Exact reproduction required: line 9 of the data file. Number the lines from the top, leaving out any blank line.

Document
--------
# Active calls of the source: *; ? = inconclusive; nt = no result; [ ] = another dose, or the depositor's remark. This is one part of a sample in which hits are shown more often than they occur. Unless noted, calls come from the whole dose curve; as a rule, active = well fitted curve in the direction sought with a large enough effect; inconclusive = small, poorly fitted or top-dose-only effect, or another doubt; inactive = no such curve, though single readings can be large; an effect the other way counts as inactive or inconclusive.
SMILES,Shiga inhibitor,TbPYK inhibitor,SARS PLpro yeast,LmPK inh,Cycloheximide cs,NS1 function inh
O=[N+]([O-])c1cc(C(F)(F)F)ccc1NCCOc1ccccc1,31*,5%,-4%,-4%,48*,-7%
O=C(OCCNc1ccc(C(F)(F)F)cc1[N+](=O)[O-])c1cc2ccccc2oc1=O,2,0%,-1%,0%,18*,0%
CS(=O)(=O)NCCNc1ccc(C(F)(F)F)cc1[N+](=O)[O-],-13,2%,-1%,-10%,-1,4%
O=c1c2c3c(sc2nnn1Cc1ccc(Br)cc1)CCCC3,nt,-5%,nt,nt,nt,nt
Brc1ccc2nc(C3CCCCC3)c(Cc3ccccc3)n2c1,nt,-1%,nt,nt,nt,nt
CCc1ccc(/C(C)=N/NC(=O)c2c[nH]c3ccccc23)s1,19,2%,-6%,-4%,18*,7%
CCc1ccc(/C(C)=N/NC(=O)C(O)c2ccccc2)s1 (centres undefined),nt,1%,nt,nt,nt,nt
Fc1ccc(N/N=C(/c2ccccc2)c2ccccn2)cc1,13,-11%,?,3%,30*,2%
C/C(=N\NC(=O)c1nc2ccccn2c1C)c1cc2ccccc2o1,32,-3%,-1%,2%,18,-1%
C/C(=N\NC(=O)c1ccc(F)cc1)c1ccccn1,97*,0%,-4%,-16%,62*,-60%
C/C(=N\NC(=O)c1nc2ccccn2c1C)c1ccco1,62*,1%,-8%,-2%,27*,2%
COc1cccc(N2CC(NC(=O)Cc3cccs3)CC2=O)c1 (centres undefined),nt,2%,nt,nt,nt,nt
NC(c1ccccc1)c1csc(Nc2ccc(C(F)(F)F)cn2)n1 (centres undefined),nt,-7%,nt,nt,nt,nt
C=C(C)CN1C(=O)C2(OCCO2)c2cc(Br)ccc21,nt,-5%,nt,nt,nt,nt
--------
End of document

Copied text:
CCc1ccc(/C(C)=N/NC(=O)C(O)c2ccccc2)s1 (centres undefined),nt,1%,nt,nt,nt,nt